Since Harold was unfortunately unable to attend Terra Madre/Salone del Gusto, the international meeting of farmers and food artisans, with his Slow Food Chicago scholarship, I (miller and mill manager, Jill) was able to attend in his place.
This will be the first of a number of blog posts about this incredible experience . . . but before I tell you about some of the Italian millers and farmers I’ve met and learned from, I thought I should briefly introduce the international organization called Slow Food, the huge gathering of farmers and food artisans called Terra Madre, (Mother Earth) and the 10 or more football fields of booths staffed by many thousands of food producers from all over the world who proudly present their local, authentic, pure, simple, and delicious foods.
Slow Food was founded in 1986 when the first McDonalds in Italy opened at the base of the Spanish Steps in Rome. Carlo Petrini, who was a food and wine journalist at the time, was appalled. But instead of having an angry demonstration, he organized a positive protest that proved the pleasures of Italian food. To do so, he invited grandmothers from every region of Italy to prepare and share their local specialties at a long table outside the new McDonalds. His message was that instead of rushing to consume fast food, we should all pause and enjoy “slow food”—the food of our region, our families, our cultural heritage.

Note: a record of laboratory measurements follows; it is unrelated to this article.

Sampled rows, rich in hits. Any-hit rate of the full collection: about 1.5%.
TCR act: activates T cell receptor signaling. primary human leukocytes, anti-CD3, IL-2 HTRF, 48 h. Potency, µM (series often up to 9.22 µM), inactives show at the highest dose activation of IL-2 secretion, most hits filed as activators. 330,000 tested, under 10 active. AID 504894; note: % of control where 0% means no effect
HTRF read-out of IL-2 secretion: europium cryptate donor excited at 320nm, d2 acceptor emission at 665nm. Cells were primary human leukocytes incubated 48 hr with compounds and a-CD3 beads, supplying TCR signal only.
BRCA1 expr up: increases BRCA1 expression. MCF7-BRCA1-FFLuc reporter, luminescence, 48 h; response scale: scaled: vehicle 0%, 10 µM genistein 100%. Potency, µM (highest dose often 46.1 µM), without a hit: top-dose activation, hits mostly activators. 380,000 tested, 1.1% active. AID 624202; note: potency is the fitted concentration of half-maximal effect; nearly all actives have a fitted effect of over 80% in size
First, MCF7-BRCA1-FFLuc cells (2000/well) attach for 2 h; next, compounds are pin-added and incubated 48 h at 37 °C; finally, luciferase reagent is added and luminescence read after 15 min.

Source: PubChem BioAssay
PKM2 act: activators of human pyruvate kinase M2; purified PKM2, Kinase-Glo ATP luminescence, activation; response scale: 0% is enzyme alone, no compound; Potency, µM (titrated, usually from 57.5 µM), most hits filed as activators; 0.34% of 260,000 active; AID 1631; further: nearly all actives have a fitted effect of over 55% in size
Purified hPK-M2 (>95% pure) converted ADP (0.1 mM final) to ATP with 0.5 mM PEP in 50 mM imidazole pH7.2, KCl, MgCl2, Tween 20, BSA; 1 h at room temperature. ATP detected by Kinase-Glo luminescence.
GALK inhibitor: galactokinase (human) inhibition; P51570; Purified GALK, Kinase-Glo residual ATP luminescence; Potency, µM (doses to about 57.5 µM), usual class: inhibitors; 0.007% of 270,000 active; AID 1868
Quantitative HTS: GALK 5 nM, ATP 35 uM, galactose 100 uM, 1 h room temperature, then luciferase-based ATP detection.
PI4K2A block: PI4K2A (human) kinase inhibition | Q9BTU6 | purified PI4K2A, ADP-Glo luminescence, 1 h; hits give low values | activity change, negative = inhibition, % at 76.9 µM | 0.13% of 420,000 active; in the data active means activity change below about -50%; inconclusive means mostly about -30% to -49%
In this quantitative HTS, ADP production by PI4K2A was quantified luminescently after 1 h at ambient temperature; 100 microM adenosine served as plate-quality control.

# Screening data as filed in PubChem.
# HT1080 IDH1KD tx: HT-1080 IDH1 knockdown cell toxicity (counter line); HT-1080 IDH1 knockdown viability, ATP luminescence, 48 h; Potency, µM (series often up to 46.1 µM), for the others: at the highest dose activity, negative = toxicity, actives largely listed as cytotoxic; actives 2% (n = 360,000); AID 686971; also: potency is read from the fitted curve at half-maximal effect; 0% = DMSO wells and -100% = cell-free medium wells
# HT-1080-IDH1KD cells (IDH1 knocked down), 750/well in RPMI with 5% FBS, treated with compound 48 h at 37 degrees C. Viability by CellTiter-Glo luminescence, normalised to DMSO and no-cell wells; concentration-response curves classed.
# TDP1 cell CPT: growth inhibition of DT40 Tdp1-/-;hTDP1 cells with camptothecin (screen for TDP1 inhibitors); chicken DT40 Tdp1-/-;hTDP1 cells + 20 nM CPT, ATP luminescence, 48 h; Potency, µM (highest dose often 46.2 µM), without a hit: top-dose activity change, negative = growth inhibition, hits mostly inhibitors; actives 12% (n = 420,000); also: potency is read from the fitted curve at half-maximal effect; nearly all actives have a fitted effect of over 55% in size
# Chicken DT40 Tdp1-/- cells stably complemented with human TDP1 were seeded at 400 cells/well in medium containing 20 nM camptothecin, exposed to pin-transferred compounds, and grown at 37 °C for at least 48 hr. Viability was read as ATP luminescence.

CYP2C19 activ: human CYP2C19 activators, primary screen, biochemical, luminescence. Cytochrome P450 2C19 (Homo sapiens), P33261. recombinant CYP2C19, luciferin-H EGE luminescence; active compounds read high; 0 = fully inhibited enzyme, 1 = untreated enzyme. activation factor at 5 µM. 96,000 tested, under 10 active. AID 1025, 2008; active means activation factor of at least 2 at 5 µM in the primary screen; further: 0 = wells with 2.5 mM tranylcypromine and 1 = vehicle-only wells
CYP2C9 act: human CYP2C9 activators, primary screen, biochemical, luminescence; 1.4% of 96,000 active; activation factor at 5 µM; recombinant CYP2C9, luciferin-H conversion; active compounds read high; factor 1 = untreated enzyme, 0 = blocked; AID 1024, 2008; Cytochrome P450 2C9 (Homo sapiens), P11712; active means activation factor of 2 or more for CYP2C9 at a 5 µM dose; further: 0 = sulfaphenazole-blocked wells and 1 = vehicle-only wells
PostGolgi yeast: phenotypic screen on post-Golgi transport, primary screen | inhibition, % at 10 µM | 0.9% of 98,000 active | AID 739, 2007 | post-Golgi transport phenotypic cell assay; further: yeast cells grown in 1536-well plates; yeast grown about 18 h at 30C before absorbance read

Carlo Petrini founded Slow Food based not only on the principle of slowing down and finding pleasure and conviviality in eating and sharing food, but also on the important principle of seeking out and supporting food that is good (tasty!), clean (no chemicals), and fair (pays the farmer and farm workers fairly for their labor.
A few years after founding Slow Food, Carlo Petrini held the first Terra Madre, inviting farmers who grew “good, clean, and fair” food to attend a conference to share their knowledge and their products. Over the years Terra Madre melded with Salone del Gusto, the Hall of Taste, which features fruits, vegetables, breads, cheeses, meats, olive oils, vinegars, wines, pastries, and much, much more.
But it’s so much more than just food and drink. It’s the people and their passion. They pull you in and share not only a taste of their food, but in-depth stories about what they’re growing and making and the who, where, when, how, and why of it. We already know the history of a number of mills and millers from all over Italy, the history of Sicilian marzipan, the story of a special hand-made, air-dried liver sausage — both the savory version, and the honey-preserved sweet version. The pride in the process is always apparent — from the way a plant is grown or an animal fed, to the way the millstones are hand-chiseled, just the way your grandfather taught you.
It’s the same pride and passion that all of us at Janie’s Farm and the Mill at Janie’s Farm have in our process and our product, and we can’t wait to tell you more about what we’re learning here at Terra Madre and Salone del Gusto . . . a presto!